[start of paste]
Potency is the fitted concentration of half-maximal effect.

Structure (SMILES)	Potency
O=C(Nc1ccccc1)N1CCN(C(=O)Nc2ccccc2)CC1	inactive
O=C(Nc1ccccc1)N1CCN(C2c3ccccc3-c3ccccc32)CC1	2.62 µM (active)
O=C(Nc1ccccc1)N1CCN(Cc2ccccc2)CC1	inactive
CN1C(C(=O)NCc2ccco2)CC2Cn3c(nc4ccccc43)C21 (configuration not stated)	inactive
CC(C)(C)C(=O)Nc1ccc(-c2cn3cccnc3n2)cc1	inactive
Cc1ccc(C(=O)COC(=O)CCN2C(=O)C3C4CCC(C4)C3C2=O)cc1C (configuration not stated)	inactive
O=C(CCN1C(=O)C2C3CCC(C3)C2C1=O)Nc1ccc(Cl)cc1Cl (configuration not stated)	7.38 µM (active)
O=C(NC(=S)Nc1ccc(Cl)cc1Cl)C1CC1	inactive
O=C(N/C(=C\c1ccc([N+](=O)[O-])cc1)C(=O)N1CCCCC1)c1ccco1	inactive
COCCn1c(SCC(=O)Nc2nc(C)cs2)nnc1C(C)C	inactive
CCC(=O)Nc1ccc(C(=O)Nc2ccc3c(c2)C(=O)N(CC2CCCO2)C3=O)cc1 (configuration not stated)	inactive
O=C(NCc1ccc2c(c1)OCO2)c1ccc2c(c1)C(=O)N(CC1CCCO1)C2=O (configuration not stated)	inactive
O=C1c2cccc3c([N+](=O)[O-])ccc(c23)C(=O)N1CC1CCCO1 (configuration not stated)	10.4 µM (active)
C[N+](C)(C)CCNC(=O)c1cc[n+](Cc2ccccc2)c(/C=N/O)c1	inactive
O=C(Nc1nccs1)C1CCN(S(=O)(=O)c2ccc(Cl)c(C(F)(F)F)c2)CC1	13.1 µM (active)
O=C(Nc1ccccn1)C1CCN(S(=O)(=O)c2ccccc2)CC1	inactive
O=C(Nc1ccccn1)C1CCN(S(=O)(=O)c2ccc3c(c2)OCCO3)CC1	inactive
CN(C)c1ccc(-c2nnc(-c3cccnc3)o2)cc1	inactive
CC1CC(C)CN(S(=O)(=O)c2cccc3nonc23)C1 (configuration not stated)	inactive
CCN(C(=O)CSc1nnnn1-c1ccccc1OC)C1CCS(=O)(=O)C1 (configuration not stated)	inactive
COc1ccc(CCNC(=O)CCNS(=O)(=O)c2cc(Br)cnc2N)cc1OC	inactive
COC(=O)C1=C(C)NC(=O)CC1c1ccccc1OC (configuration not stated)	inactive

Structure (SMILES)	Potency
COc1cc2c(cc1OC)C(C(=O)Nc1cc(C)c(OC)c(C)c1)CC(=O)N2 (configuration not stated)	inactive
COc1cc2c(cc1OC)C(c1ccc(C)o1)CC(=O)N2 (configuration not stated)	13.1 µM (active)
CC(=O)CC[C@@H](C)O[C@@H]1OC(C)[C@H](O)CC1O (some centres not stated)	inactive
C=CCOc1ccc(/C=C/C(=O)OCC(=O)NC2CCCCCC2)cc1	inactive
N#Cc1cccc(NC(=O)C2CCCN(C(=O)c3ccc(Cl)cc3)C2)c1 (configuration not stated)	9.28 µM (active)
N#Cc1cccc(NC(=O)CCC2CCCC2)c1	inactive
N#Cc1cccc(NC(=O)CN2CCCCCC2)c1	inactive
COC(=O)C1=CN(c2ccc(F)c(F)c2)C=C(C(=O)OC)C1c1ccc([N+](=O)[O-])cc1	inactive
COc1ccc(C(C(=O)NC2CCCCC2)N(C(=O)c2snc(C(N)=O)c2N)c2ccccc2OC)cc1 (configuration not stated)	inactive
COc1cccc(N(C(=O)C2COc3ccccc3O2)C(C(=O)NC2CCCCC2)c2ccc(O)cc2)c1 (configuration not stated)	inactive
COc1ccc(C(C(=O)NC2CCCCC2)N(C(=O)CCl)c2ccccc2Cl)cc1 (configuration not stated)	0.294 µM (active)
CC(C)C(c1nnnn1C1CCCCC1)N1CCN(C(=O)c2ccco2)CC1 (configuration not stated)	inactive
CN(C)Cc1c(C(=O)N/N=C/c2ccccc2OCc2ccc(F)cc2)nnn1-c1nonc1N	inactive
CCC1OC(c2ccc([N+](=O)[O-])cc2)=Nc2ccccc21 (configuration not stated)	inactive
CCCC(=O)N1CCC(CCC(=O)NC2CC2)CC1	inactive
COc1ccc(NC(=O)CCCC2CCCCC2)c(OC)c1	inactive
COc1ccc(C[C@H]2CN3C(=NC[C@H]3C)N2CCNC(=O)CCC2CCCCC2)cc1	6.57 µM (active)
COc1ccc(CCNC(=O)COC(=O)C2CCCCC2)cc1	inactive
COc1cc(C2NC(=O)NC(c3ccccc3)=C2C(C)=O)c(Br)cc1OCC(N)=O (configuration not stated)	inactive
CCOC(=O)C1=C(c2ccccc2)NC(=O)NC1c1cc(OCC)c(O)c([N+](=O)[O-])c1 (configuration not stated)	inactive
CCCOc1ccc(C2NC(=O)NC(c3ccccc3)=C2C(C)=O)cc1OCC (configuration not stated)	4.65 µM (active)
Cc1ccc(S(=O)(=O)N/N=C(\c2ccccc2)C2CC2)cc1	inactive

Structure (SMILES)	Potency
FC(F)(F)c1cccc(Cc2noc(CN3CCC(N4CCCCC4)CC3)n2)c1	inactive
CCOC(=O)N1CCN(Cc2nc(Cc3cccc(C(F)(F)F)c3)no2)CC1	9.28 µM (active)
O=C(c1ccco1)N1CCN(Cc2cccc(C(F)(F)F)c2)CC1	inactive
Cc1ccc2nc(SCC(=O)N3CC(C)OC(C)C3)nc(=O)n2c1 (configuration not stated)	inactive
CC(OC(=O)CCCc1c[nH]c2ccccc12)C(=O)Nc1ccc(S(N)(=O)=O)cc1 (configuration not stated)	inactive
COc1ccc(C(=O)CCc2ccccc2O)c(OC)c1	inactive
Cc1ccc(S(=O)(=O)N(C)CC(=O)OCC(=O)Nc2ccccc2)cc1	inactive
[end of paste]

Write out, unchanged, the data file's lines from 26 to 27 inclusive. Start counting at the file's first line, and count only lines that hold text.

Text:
COc1cc2c(cc1OC)C(C(=O)Nc1cc(C)c(OC)c(C)c1)CC(=O)N2 (configuration not stated)	inactive
COc1cc2c(cc1OC)C(c1ccc(C)o1)CC(=O)N2 (configuration not stated)	13.1 µM (active)